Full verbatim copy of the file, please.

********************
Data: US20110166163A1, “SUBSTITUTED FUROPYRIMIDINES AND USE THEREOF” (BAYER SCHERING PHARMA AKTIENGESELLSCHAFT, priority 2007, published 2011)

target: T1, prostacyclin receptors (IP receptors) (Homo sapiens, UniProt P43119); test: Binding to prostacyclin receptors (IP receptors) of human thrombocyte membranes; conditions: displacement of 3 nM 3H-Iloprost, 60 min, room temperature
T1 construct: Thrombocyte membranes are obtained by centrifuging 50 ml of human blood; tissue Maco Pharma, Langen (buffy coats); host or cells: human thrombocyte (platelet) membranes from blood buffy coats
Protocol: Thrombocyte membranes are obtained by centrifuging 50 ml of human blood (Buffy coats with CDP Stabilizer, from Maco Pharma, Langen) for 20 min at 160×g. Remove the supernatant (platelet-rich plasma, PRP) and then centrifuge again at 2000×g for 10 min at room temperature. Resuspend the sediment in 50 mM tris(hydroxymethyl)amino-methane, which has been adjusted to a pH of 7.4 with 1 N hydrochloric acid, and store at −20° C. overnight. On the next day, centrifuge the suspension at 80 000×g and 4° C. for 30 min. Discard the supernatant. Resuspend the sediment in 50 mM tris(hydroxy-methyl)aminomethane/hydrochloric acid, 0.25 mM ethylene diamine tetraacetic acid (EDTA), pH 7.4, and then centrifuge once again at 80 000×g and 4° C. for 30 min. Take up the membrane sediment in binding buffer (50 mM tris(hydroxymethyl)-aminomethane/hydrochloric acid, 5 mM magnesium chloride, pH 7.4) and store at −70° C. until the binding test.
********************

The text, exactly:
Data: US20110166163A1, “SUBSTITUTED FUROPYRIMIDINES AND USE THEREOF” (BAYER SCHERING PHARMA AKTIENGESELLSCHAFT, priority 2007, published 2011)

target: T1, prostacyclin receptors (IP receptors) (Homo sapiens, UniProt P43119); test: Binding to prostacyclin receptors (IP receptors) of human thrombocyte membranes; conditions: displacement of 3 nM 3H-Iloprost, 60 min, room temperature
T1 construct: Thrombocyte membranes are obtained by centrifuging 50 ml of human blood; tissue Maco Pharma, Langen (buffy coats); host or cells: human thrombocyte (platelet) membranes from blood buffy coats
Protocol: Thrombocyte membranes are obtained by centrifuging 50 ml of human blood (Buffy coats with CDP Stabilizer, from Maco Pharma, Langen) for 20 min at 160×g. Remove the supernatant (platelet-rich plasma, PRP) and then centrifuge again at 2000×g for 10 min at room temperature. Resuspend the sediment in 50 mM tris(hydroxymethyl)amino-methane, which has been adjusted to a pH of 7.4 with 1 N hydrochloric acid, and store at −20° C. overnight. On the next day, centrifuge the suspension at 80 000×g and 4° C. for 30 min. Discard the supernatant. Resuspend the sediment in 50 mM tris(hydroxy-methyl)aminomethane/hydrochloric acid, 0.25 mM ethylene diamine tetraacetic acid (EDTA), pH 7.4, and then centrifuge once again at 80 000×g and 4° C. for 30 min. Take up the membrane sediment in binding buffer (50 mM tris(hydroxymethyl)-aminomethane/hydrochloric acid, 5 mM magnesium chloride, pH 7.4) and store at −70° C. until the binding test.